“Just tell her not to bother me. She’ll never see the accident coming. She better watch her mouth or she won’t be using it.”

I recoiled. My heart started pounding. My palms started sweating. Shocked and confused by the blatant threat of violence, I slowly turned around to see if Seng Lee was sitting in his usual spot at the back of the room. Sure enough, there he was, staring back at me. I quickly turned away, unsure what to make of his unapologetic gaze. I didn’t know what he wanted and I definitely didn’t know why he was targeting me, but one thing I was sure of: Seng Lee terrified me.

Was I being stalked?

Things went from worse to worst. I soon started receiving frequent messages from an anonymous twitter account. Little comments about my appearance, my weight, my hair, my skin. “Ugly.” “Fat.” “Disgusting ugly bitch.” Each comment taken on its own would be unable to shake me, but together had me spiralling deeper into anxiety. I felt trapped. The more I ignored the comments, the worse they got. Comments shifted from my appearance to intimate private information. “Slut.” “Whore.” “I know what you used to do with your ex.”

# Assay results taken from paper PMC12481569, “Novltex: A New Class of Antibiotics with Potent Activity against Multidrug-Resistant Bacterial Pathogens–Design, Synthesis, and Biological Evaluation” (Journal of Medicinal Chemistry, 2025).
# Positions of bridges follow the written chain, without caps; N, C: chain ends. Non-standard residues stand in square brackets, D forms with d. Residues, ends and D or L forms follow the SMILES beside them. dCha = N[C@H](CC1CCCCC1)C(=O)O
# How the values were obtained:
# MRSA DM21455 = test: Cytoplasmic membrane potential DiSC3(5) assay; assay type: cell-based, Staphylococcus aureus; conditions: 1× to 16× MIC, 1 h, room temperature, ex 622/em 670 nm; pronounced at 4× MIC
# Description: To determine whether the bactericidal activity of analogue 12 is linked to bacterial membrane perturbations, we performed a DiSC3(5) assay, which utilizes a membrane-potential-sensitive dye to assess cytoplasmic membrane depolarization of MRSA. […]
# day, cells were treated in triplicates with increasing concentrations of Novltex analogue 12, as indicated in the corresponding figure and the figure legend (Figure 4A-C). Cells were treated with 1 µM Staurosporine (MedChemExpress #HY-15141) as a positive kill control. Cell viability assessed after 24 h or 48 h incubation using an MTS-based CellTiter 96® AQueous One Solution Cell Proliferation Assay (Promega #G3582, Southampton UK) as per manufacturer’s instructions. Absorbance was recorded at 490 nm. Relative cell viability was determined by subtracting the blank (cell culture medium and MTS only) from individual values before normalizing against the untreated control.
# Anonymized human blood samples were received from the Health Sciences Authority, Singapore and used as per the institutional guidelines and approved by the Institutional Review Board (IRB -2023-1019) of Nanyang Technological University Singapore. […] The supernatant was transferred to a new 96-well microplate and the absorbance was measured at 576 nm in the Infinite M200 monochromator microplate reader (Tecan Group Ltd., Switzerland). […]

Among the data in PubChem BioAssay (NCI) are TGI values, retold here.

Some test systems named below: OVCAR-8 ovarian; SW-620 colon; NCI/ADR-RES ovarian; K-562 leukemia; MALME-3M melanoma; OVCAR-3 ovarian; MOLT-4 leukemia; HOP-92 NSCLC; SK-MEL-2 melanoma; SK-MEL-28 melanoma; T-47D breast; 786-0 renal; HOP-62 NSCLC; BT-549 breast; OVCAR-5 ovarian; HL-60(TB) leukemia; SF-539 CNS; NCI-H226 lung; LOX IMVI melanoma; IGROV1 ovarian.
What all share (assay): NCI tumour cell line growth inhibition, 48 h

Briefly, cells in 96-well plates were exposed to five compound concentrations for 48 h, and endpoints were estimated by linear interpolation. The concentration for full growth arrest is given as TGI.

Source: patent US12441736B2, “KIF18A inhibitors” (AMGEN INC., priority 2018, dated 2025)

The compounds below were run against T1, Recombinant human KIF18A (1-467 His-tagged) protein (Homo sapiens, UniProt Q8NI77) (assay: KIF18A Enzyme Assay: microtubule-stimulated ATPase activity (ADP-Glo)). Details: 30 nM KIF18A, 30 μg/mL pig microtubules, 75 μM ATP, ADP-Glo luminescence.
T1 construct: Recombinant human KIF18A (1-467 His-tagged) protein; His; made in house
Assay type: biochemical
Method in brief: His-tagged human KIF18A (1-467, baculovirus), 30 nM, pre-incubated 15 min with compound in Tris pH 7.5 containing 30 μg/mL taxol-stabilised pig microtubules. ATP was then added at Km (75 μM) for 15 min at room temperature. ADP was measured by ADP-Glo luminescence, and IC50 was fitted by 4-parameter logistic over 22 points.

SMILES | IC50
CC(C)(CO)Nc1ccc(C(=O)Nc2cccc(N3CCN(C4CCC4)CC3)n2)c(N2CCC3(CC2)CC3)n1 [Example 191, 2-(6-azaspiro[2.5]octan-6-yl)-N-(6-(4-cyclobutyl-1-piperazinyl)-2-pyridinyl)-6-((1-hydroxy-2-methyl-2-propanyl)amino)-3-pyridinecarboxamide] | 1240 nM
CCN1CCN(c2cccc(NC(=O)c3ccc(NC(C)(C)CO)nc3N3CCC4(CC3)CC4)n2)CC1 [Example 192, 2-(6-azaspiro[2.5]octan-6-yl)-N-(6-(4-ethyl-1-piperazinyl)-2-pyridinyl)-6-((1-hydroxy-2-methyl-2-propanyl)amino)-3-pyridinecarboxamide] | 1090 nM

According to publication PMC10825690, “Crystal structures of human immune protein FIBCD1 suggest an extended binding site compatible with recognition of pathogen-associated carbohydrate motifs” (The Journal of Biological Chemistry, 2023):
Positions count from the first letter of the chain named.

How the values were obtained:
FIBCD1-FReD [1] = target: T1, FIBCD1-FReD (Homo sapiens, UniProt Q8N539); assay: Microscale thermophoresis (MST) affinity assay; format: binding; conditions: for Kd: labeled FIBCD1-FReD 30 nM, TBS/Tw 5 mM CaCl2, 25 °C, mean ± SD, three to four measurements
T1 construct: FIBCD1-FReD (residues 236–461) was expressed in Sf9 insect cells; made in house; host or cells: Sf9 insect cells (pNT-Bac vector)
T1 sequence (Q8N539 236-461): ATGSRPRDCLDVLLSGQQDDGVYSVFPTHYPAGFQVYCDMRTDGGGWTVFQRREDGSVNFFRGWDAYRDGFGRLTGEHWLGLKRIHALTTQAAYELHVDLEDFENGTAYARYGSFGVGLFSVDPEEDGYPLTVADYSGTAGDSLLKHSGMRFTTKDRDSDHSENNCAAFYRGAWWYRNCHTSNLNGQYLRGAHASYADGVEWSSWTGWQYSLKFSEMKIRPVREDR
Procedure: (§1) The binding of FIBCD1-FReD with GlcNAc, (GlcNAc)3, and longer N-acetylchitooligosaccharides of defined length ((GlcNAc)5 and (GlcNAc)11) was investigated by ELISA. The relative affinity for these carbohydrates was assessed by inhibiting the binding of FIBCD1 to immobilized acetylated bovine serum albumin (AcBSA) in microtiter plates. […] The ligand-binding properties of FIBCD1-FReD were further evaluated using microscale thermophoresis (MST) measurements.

When I read that last comment, I couldn’t breathe. I knew Seng Lee was friends with my previous boyfriend, and the fact that he now had the power to expose intimate private information about us terrified me.

The impact of these messages grew and grew. They affected me not only when I was at home on my computer, but throughout all aspects of my life. They followed me around when I was with my family, with my friends, and when I tried to sleep. And at college he was always there, just staring at me. But it was always me who would feel ashamed and turn away.